We examine the evidence that this collective Leap is already under way and suggest that what we know as wakefulness could be the next phase in the evolution of consciousness on our planet. In other words, awakened people may be prematurely experiencing a state that is latent in many other people – and in the whole human race collectively – and that will become more common as time goes by, and will one day become the norm.
Our own conscious efforts to awaken are important to intensify the shift that is already under way. Our own personal evolution will contribute to the evolution of our whole species.
Falling Asleep, Longing to Awaken
What we wake up from is essentially a state of sleep – a state of constricted, limited awareness, and of discord and suffering. This state is so familiar to us that we assume it’s natural and normal, and we take it for granted. But, in fact, this state is aberrational, even pathological. It’s a kind of madness that we confuse with sanity simply because we experience real sanity so rarely.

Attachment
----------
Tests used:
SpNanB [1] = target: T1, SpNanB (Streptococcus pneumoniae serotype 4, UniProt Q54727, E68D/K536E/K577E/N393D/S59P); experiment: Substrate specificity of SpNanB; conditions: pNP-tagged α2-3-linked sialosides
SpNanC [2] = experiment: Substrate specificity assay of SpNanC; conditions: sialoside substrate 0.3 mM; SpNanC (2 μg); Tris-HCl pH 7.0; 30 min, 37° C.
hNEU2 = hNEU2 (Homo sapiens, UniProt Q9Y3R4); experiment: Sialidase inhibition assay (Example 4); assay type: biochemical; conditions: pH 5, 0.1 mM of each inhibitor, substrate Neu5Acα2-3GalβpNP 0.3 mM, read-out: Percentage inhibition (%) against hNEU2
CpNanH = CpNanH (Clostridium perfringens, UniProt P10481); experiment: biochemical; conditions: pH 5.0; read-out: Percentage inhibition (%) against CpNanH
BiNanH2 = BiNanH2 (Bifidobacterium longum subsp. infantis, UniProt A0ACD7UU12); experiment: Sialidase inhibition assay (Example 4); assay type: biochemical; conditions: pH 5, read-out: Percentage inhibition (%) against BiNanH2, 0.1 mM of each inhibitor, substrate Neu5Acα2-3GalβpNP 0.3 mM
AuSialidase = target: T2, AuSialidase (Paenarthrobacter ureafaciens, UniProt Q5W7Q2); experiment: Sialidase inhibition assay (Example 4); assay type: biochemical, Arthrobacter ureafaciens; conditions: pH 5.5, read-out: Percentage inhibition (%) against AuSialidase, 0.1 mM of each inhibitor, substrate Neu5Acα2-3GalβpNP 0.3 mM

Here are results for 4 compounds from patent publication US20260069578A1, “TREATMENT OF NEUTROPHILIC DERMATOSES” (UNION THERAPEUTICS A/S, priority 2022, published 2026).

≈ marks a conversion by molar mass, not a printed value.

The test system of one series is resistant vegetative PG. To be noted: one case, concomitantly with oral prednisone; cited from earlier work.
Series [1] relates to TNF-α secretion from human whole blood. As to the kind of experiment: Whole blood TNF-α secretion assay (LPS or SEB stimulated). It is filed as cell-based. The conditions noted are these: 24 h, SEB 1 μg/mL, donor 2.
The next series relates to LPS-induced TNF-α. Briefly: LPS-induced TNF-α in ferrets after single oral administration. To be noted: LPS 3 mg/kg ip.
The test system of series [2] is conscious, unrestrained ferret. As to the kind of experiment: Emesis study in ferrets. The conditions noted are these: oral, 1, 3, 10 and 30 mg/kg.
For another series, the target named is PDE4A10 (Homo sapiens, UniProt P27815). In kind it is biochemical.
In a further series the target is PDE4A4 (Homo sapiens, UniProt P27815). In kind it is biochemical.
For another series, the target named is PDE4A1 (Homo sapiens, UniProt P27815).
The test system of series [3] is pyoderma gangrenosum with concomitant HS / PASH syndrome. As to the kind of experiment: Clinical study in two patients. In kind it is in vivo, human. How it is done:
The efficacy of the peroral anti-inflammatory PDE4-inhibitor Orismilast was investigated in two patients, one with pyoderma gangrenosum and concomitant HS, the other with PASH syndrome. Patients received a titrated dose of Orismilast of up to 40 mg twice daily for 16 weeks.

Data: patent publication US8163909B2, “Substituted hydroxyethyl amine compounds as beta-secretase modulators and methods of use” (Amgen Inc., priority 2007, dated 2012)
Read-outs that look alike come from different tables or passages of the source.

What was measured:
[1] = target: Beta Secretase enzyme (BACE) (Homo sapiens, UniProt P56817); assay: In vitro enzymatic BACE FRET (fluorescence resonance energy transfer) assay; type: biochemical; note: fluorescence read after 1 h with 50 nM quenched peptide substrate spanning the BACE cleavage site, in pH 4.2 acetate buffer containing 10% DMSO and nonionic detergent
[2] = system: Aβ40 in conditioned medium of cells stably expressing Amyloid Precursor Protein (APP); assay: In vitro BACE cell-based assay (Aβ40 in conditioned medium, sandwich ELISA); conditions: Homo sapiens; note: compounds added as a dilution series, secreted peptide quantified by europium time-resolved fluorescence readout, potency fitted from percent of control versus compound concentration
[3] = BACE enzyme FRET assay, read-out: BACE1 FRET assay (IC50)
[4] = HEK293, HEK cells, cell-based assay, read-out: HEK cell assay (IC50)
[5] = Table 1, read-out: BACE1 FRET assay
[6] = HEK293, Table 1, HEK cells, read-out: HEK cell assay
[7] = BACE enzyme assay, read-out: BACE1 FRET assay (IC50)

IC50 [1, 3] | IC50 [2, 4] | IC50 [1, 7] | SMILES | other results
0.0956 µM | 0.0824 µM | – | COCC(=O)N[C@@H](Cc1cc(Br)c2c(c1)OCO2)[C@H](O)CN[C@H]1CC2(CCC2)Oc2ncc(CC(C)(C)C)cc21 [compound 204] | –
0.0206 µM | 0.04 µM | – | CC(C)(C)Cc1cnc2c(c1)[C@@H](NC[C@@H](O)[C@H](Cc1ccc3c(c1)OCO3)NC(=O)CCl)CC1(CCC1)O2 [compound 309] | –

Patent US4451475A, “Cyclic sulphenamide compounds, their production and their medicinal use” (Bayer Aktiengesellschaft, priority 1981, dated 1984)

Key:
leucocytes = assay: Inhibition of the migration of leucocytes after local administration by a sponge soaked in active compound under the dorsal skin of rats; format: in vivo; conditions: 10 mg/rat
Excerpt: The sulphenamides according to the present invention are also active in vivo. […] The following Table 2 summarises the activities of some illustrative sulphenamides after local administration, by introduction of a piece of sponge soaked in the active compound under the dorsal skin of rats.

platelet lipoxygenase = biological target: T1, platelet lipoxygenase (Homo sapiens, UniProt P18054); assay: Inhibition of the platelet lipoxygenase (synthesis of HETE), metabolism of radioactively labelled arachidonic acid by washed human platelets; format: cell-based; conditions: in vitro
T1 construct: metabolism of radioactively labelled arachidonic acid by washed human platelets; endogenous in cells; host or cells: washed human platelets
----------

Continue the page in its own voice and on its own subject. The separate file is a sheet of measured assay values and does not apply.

There are different degrees of sleep, just as there are different degrees of wakefulness. Some people are more asleep than others, just as some people are more awake than others.
The main aspect of this experience [being asleep] is our sense of separation and disconnection.
One of the strangest characteristics of our sleep state is the associational chatter – the endless stream of images, memories, anticipations, reflections, and snippets of information – that usually runs through our minds when we don’t occupy our attention with external things. It seems to be a quirk of our strongly developed ego. It also seems to be related to our sense of ego-isolation and the constrictedness of our sense of self, almost as if our thoughts become restless and agitated in response to the atmosphere of anxiety and lack of space.